An IRC (Internet Relay Chat) bot strain programmed in GoLang is being used to launch distributed denial-of-service (DDoS) attacks targeting users in Korea.
"The malware is being distributed under the guise of adult games," researchers from AhnLab's Security Emergency-response Center (ASEC) said in a new report published on Wednesday. "Additionally, the DDoS malware was installed via downloader and UDP RAT was used."
The attack works by uploading the malware-laced games to webhards — which refers to a web hard drive or a remote file hosting service — in the form of compressed ZIP archives that, when opened, includes an executable ("Game_Open.exe") that's orchestrated to run a malware payload aside from launching the actual game.
This payload, a GoLang-based downloader, establishes connections with a remote command-and-control (C&C) server to retrieve additional malware, including an IRC bot that can perform DDoS attacks.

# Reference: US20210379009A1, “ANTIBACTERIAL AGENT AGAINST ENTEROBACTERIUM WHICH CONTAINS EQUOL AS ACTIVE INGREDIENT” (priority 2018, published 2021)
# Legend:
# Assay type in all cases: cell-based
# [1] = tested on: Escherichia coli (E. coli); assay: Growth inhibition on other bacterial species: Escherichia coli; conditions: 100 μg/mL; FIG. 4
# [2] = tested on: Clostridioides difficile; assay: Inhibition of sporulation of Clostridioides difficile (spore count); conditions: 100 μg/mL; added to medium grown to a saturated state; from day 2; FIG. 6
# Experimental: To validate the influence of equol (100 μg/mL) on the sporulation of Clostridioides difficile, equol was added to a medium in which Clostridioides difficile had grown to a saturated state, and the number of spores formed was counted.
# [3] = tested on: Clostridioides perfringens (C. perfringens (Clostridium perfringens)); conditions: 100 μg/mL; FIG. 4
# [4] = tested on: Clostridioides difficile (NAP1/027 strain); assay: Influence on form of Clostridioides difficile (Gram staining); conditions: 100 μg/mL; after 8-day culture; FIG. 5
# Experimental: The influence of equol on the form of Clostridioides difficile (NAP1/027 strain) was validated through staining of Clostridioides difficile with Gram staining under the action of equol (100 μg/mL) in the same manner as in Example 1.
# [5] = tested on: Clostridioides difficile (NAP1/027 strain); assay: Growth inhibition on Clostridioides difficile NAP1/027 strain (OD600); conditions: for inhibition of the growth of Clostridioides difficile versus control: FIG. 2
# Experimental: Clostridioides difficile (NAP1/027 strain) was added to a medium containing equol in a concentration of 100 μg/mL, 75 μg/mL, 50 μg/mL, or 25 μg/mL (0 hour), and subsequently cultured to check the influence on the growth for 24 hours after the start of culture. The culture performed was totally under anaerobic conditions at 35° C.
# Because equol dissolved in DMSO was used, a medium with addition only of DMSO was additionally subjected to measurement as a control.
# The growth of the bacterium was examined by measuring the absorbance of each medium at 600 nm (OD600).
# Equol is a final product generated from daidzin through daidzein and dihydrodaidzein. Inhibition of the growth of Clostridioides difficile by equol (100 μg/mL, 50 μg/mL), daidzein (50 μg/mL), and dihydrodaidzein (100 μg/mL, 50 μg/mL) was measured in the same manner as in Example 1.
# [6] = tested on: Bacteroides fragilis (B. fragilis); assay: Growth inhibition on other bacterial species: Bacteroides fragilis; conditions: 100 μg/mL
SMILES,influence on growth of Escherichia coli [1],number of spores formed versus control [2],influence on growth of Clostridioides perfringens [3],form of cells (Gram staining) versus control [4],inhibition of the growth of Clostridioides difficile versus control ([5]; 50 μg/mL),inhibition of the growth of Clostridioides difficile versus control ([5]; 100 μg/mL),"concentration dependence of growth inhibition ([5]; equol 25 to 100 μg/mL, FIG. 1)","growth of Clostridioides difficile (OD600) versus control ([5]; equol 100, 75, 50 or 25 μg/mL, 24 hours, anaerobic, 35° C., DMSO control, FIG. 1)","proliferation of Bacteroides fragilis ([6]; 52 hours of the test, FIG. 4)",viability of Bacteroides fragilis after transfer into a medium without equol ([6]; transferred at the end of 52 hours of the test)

"It is also a type of DDoS Bot malware, but it uses IRC protocols to communicate with the C&C server," the researchers detailed. "Unlike UDP Rat that only supported UDP Flooding attacks, it can also support attacks such as Slowloris, Goldeneye, and Hulk DDoS."
GoLang's low development difficulties and its cross-platform support have made the programming language a popular choice for threat actors, the researchers added.
"The malware is being distributed actively via file sharing websites such as Korean webhards," AhnLab said. "As such, caution is advised when approaching executables downloaded from a file-sharing website. It is recommend[ed] for the users to download products from the official websites of developers."